That personal forthrightness goes even further later in the song when he states “I spent my waking hours haunting my own life / I made the one I love start crying tonight and it felt good / still there must be a more elegant solution.” Though the opening of the lyric is honestly and painfully sung in a loud, trembling yell with a tenuous grasp on pitch, there is still that sense of reaching out to do more. Barnes is realizing the consequences of his actions and his feelings. The lyric doesn’t point to his being a self-obsessed animal, but the complete thought points to his willingness to change: the theme and process behind the past few releases.
Barnes, in recent interviews about what to expect from his latest album had this to say: “I don’t want to become a caricature of Georgie Fruit…I want to keep growing as an artist.” (source) This statement signals Barnes’ intentions to change everything in his musical process from the ground up. His art is a reflection of his life. Personal problems are being faced head on; Barnes is not shielding himself. There are attempts to change things, attempts to brighten up the band’s sound and turn the darkness in on itself. Paralytic Stalks is the sound of facing the things that made him turn inward.
The pedal steel has an uncanny ability to sound like a sunrise, and when it is used in “Wintered Debts,” it has exactly that effect. Its use, combined with the shift in piano style throughout the album, is more playfully reminiscent of Tin Pan Alley song pluggers of the early 20th century. “Malefic Dowery” is made gentler with the addition of that piano, and a delicate arrangement of woodwinds.
That characteristic of change has always existed on of Montreal records. It’s an unwillingness to settle for a certain sound, or a certain instrumental configuration to define them. Paralytic Stalks features woodwinds, strings, and some auxiliary percussion, in addition to the tradition rock band set up. of Montreal has always augmented that sound with two basses, with great effect, as is the case of the intricate bass-lines in “Authentic Pyrrhic Remission.” Those bass-lines can now be seen through the lens of psych-funk, like on False Priest. of Montreal isn’t bound, musically, by any outside conventions. This is a band that seeks only to evolve from album to album, and Paralytic Stalks they prove that they do that better than any other band working today.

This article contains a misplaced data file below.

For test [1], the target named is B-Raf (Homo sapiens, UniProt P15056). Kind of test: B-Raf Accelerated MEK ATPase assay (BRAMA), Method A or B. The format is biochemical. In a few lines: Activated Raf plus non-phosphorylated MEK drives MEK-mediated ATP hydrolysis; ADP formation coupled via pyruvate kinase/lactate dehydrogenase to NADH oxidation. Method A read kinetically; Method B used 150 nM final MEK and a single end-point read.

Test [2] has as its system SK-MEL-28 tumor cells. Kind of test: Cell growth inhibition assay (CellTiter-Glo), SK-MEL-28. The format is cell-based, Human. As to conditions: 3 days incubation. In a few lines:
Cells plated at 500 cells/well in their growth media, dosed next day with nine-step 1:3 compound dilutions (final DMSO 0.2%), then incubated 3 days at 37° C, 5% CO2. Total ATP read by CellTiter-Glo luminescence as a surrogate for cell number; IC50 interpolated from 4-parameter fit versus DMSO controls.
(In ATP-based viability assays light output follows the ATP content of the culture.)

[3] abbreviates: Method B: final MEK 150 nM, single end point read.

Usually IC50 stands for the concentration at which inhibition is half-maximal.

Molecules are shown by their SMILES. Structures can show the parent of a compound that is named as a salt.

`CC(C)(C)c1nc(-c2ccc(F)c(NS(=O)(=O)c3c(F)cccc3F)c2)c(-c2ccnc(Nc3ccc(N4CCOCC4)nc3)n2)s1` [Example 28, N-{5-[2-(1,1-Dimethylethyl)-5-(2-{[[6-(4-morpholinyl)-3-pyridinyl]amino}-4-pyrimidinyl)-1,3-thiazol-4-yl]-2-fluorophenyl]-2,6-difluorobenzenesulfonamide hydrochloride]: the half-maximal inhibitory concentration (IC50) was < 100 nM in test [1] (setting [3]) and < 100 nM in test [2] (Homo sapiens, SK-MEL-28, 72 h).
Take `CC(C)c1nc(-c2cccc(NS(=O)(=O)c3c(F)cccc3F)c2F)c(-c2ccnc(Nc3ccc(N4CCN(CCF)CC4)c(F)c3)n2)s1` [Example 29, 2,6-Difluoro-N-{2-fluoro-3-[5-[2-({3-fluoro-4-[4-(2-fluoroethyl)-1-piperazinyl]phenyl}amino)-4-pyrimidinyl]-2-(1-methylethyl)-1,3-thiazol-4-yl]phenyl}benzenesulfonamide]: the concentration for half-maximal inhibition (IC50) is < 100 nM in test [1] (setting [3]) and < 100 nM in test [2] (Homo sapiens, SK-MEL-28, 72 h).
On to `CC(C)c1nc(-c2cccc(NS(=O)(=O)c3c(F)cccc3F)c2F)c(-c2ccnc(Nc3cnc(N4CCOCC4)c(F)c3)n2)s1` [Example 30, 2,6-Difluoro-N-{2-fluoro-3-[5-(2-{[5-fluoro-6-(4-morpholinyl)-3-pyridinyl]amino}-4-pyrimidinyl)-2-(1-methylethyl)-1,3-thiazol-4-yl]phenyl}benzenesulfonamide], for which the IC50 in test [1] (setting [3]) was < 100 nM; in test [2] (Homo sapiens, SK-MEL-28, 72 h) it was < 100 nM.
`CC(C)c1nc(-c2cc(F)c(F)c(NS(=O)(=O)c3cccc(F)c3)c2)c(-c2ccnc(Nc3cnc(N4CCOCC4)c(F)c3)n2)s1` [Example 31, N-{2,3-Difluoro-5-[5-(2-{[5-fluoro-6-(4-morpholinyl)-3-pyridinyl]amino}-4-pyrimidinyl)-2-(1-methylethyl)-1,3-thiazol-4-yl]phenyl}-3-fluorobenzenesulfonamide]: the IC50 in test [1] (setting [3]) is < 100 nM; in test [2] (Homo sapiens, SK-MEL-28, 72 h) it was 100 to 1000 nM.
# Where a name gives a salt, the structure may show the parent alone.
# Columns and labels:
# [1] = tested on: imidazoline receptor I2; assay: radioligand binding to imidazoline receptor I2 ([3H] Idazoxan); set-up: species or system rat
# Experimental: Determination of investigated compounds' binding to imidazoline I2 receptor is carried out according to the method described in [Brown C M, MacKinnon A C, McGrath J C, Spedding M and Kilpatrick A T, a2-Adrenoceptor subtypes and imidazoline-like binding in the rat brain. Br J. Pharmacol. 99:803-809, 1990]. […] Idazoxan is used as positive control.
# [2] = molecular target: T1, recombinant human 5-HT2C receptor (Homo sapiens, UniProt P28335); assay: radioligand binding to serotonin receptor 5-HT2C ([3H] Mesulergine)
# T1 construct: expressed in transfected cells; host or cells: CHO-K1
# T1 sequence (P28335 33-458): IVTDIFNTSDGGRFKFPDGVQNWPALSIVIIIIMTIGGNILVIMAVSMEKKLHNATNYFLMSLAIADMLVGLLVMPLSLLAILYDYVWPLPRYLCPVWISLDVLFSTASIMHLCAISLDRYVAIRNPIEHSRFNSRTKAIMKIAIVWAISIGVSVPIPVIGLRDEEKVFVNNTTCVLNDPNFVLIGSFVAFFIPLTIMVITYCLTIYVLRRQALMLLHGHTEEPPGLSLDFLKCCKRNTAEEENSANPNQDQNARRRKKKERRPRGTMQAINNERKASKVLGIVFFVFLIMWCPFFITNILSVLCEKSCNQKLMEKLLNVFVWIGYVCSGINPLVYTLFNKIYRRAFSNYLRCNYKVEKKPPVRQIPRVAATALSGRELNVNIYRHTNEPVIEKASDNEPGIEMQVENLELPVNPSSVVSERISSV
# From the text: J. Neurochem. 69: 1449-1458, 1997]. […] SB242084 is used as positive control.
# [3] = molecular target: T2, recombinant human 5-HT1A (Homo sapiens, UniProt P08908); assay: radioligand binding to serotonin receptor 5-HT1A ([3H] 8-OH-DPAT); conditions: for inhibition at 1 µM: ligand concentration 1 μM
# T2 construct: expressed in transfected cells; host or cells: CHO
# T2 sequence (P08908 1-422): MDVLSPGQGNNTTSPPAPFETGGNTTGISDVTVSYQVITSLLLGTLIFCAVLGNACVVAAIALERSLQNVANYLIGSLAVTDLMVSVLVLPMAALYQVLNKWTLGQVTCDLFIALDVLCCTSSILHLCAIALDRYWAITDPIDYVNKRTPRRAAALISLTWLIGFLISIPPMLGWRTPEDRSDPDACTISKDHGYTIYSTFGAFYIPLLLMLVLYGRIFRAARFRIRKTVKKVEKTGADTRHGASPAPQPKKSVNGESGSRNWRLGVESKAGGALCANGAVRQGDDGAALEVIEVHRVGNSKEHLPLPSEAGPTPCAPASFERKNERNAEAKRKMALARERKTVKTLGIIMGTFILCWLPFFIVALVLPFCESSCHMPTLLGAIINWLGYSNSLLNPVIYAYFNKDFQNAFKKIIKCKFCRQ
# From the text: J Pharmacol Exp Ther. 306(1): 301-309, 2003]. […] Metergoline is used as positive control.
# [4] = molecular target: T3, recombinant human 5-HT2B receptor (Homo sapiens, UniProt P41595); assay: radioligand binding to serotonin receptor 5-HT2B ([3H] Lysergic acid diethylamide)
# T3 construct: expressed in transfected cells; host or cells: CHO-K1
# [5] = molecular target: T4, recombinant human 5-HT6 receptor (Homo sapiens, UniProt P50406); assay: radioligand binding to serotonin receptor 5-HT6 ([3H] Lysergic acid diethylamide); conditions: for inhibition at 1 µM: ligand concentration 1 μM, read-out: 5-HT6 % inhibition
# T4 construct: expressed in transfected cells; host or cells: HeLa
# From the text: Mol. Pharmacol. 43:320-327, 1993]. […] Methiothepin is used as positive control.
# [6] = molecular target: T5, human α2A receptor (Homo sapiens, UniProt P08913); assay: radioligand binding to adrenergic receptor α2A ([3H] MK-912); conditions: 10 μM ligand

“Ye, Renew the Plaintiff” drops a beat around the minute mark, another instance of the track tearing itself apart. After that disorienting rhythmic shift, a pulsating, straightforward rumination on only a few chords begins, and Barnes can’t help himself from shouting “How can I defend myself against this world?” and “I’m desperate for something but there’s no human word for it / I should be happy but what I feel is corrupted, broken, impotent and insane!” From there, the confessions continue rolling out, easily, effortlessly as if the dam has finally been breached and Barnes is helpless to cease the flow of confession. “I’ve become so hateful, how am I ever going to survive this winter / I can think of nothing but getting my revenge, / make those fuckers pay / but it’s not gonna happen and it’s eating a hole in me!” With that, Barnes is screaming at the top of his lungs through an increasingly wild guitar solo.
With “Exorcismic Breeding Knife” something out of the ordinary happens. Instead of everything being pulled apart, gradually or otherwise, the song starts in utter chaos and remains there throughout the majority of its seven-plus minutes. Toward the conclusion of the song, the chaotic elements come together in a beautifully resolute major chord that emerges from a cloud, at first with a suspension, and is then resolved.
Following this track is the album closer, “Authentic Pyrrhic Remission.” It starts off as the most straightforward track on the album, let alone the past several of Montreal albums. The intricately woven, multi-tracked bass-line is present; there are sweet harmonies, a danceable beat and an ultra catchy melody. It’s not until the lyric, “every time I listen to my heart I just get hurt” where nearly every instrument drops out of the mix completely, and things begin to descend once again into utter bedlam. Both the song and album close with the gentle sound of a reverb laden piano and Kevin’s solitary voice stating the most startling confessional revelation yet: “Til this afternoon I was an exile, but now that word is obsolete. There are no nations, no concept of ego. Our illumination is complete.”
With that, Barnes manages to sum up all the concepts he’s brought up since “The Past Is A Grotesque Animal” on Hissing Fauna, Are you the Destroyer? That closing line manages to not only find Barnes at peace with his now exorcised inner demons, but simultaneously lets the listener know that we have traveled this path with him, and we have grown together through the journey.
Paralytic Stalks is, in certain ways, similar to many other of Montreal albums. Throughout it, we can never be certain which direction we’ll be traveling next. Upon its conclusion, however, we’re left with a mixture of closure and expectation.
Beginning today Paralytic Stalks is available for streaming on Rdio and Spotify so head on over to those sites and check out the entire album and then head over to Polyvinyl and order one for yourself! There are still some of the limited edition Fuchsia 180g records left, hurry!